Herts Ad Comment: Why preserving the status quo is not an option when it comes to Local Plan

STOCK Generic office

STOCK Generic office - Credit: Archant

There was never going to be a fair split of sites proposed by landowners for development in the new St Albans Local Plan, but nobody expected the balance to be so weighted against the south of the district.

According to an investigation by the Herts Advertiser, more than 50 per cent of the amount of total hectares proposed for development are in the parishes of St Stephen, London Colney and Colney Heath.

That compares to just 10 per cent in Harpenden and Wheathampstead combined, a disparity which has inevitably raised the hackles of councillors in the south of the district, who have suggested it could end up becoming “a dumping ground for development”.

Of course nobody is suggesting for one moment that all of these sites will end up being developed, but the inevitability remains that many will, which once again raises questions over the available infrastructure.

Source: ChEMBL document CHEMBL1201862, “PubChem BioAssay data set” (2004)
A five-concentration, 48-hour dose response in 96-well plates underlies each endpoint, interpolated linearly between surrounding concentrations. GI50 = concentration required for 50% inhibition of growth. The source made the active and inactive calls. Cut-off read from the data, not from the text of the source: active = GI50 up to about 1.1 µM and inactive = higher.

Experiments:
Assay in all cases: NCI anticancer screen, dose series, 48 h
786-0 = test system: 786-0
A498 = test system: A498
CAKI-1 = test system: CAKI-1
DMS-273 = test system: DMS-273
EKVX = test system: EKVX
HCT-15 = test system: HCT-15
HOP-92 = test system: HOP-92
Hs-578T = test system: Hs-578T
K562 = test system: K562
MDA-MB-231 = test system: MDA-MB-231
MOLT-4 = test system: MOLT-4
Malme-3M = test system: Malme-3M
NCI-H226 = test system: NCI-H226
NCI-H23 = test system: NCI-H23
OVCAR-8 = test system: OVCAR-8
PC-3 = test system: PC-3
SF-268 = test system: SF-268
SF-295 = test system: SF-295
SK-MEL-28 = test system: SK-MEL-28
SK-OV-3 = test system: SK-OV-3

After all, if you’re going to build hundreds of new homes in an area then you also need the associated schools, doctors’ surgeries, roads and other associated community facilities.

Ultimately only those development proposals which have the complete package should be considered viable for inclusion in the Local Plan, which will hopefully filter out some of these schemes.

Meanwhile, the result of the much-lauded public consultation into the draft Local Plan revealed that most people don’t want to see homes built on the Green Belt.

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No surprise there then.

Not only did recipients not want to see existing settlements expanded into the Green Belt, they also ruled out the option of new garden villages, Which basically comes down to not building anywhere apart from a few infill sites.

Unfortunately preserving the status quo is an impossibility when you have a district made up of 81 per cent Green Belt, as these new houses have to go somewhere.

There remains an ignorance surrounding the reasons behind the Local Plan and the need for new homes which no amount of publicity is going to overcome.

For some people, the idea of building anywhere is pretty much anathema to them, and the district council will be damned in their eyes no matter what options are chosen in the final plan.